The Premature Burial (1962)

After two very successful Poe adaptations, not to mention a slew of other work for AIP, Corman wanted to branch out on his own and make his next Poe picture, an adaptation of The Premature Burial. He got financing from Pathe Lab in Paris and began production. Since Price was an AIP contract player, Corman couldn’t cast him, and so chose Academy Award winner Ray Milland.

However, the story goes that when Corman went to the set to begin production, he was surprised to find Arkoff and Nicholson there with wide grins shaking his hand. Corman initially thought they were just being good sports about the whole thing, but he was soon told that AIP had bought the film rights from Pathe and Corman was again working for them.

The Premature Burial‘s screenplay by Charles Beaumont and Ray Russell stands out not only because of the lack of Price. Milland plays Guy Gault, a wealthy son of a physician who is obsessed by an irrational fear of death, and more over, of being buried alive and left to die. His father has a body exhumed for medical research and Guy sees scratch marks on the inside of the coffin, meaning the man was indeed alive when buried. Guy then spends weeks and months attempting to create a coffin for himself that will open at the smallest of twitches from his own body, should he be placed inside while alive. Unfortunately for him, but fortunately for us, his wife (Hazel Court) is trying to make sure that fear becomes a reality.

Tales of Terror (1962)

Firmly back at AIP, and with three successful, mostly straightforward adaptations of Poe, Corman changed things up for the first time by making a portmanteau movie with three separate Poe stories, each of which would feature Vincent Price in a different role.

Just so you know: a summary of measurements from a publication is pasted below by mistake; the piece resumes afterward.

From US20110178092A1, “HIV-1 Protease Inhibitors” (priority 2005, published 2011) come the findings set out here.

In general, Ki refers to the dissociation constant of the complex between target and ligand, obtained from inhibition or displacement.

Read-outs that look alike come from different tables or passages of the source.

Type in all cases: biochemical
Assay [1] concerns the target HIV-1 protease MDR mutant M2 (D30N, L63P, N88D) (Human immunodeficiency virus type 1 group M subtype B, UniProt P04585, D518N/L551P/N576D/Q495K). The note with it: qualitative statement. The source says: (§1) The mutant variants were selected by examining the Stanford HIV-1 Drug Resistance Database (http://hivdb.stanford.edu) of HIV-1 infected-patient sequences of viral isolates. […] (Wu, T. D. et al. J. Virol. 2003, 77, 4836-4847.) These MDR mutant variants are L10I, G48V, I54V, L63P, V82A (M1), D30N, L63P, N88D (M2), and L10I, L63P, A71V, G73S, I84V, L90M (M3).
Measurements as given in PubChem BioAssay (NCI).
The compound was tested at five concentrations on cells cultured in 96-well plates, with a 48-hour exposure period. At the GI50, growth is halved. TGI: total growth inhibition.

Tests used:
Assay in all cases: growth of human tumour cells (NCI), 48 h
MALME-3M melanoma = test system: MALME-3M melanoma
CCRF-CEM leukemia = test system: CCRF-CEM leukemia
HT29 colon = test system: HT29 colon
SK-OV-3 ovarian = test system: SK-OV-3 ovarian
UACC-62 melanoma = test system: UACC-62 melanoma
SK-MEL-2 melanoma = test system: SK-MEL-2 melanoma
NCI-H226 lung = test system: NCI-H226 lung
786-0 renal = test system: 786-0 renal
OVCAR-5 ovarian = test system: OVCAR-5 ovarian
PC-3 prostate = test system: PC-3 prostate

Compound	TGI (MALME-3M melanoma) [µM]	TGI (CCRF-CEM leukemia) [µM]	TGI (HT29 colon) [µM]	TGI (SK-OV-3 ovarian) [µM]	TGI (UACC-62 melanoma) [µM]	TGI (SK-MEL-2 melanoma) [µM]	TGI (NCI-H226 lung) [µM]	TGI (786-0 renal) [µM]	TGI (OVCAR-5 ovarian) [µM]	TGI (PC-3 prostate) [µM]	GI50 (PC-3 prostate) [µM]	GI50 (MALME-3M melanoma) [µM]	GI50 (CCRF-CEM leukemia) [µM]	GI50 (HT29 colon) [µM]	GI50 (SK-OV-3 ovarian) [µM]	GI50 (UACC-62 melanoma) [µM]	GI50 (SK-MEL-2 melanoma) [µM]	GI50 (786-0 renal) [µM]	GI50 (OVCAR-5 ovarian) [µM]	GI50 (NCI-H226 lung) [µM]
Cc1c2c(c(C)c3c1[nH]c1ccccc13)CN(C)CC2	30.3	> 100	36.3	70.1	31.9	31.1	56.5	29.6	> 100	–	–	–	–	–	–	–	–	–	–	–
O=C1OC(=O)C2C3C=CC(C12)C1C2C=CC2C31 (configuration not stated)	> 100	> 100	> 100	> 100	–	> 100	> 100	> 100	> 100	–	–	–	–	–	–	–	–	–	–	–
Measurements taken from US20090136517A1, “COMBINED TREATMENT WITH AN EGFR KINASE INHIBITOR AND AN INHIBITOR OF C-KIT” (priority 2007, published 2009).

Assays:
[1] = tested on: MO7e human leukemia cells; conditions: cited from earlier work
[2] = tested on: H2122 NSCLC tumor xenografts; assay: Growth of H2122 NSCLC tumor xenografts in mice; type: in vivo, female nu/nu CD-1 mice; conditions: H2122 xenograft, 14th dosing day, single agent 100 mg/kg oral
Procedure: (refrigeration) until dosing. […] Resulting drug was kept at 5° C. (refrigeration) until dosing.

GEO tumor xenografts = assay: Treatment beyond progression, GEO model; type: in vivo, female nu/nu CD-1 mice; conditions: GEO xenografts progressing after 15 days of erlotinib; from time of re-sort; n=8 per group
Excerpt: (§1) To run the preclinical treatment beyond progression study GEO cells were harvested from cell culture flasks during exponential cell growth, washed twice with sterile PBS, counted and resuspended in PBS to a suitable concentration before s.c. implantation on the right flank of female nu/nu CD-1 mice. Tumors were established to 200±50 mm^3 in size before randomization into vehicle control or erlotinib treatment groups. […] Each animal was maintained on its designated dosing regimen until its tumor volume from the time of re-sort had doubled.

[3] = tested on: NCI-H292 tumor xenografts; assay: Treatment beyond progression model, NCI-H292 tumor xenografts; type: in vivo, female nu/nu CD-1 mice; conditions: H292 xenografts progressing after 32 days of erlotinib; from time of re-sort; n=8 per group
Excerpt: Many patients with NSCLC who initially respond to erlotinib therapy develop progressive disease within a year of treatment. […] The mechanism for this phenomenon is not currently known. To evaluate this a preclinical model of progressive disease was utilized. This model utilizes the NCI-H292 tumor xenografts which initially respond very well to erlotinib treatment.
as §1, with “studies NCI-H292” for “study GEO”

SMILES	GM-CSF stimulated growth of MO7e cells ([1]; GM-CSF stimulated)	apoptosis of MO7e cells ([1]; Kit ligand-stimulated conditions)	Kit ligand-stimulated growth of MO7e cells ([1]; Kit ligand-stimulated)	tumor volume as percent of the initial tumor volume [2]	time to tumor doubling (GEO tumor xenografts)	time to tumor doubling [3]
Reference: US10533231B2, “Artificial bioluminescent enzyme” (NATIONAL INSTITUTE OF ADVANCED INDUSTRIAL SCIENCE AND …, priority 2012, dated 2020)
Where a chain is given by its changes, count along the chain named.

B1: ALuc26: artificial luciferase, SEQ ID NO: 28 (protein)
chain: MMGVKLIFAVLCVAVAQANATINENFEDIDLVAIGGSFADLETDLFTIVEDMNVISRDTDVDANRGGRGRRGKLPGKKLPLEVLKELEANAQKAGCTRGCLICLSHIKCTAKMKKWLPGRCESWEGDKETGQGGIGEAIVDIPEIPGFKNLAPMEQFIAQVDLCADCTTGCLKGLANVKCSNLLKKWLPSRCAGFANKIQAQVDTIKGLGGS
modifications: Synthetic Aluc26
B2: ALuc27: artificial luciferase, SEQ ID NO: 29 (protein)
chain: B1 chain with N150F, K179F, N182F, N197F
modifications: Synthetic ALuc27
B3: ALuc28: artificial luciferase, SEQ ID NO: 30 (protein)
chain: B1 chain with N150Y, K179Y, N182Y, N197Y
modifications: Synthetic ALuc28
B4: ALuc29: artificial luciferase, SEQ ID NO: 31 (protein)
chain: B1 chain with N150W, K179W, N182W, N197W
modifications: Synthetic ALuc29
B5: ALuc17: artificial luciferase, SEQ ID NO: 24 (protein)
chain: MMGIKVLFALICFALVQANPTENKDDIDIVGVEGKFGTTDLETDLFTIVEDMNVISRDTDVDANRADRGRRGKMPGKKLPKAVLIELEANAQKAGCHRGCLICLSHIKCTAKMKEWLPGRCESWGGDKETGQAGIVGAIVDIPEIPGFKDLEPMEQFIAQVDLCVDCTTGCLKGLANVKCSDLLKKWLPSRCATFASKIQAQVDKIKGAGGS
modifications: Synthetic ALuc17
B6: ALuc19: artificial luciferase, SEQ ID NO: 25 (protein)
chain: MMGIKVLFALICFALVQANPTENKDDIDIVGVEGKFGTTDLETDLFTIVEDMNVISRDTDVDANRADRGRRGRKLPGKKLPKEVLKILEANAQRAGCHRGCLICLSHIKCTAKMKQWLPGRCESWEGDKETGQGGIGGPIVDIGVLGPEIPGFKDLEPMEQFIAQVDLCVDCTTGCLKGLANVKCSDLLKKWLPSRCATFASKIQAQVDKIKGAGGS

The first story is “Morella,” a by-the-numbers Poe where Price plays the angry and lonely father of Lenora (Maggie Pierce), who was shunned away to boarding school because Price’s beloved wife, Morella, died in childbirth. He has kept the decomposing corpse of Morella in his room for all these years, and her ghost rises to seek revenge on the daughter.

Second is “The Black Cat,” mixed with “The Cask of Amontillado,” in which Peter Lorre plays the drunkard husband of a much younger, pretty wife. He hates his wife’s cat. One night, he stumbles his way into a wine-tasting competition against Price, a snooty critic. After the competition, Price helps Lorre home where he passes out, but Price meets and begins to fall in love with the wife. An affair commences, which Lorre is not pleased about when he finds out. This section is notable for being highly comedic, played for laughs and not at all for scares.

Thirdly, we go back to horror for “The Facts in the Case of M. Valdemar,” which has Price as the titular Valdemar, dying of a horrible disease, who employs a hypnotist (Basil Rathbone) to alleviate the pain. However, the hypnotist is a cruel, evil man and keeps Valdemar’s soul in limbo while his body putrefies, demanding Valdemar’s wife marry him instead. You guessed it! Corpse rises.

This is an enjoyable series of three that allows for Price to flex his acting muscles. He and Lorre got along so well that they were paired for the next film, a pure comedy.

The Raven (1963)

Now, already the fifth Poe film, we begin to see Corman’s attempt to make it more interesting for himself, and for Price. This movie only has nominal ties to the poem “The Raven” and is instead about magicians in the 15th Century. Price plays Dr. Craven, a magician who is mourning his late wife Lenore (Hazel Court) and encounters a talking raven, only to discover it’s actually a wizard Dr. Bedlo (Lorre), transformed by the evil Dr. Scarabus (Boris Karloff). Bedlo convinces Craven to travel to Scarabus’ castle for revenge. Along for the ride are Craven’s daughter (Olive Sturgess) and Bedlo’s son (a very young Jack Nicholson).

This movie isn’t my favorite of the cycle, but it’s undoubtedly a fun time at the movies. Price and Lorre make a wonderful comedy double act and Karloff gets to be menacing and, yes, even gets to feel up Hazel Court in one scene. Not bad for a guy pushing 80 and unable to walk for very long.

The Haunted Palace (1963)

This movie certainly feels different than the others, and there’s a very good reason for that: it’s not a real Poe movie. It falls into the cycle, but it was only given the Poe title “The Haunted Palace” and had lines from Poe inserted into it much later. The movie is really Corman’s attempt to do an H.P. Lovecraft story, The Case of Charles Dexter Ward. This was the first adaptation of Lovecraft to film.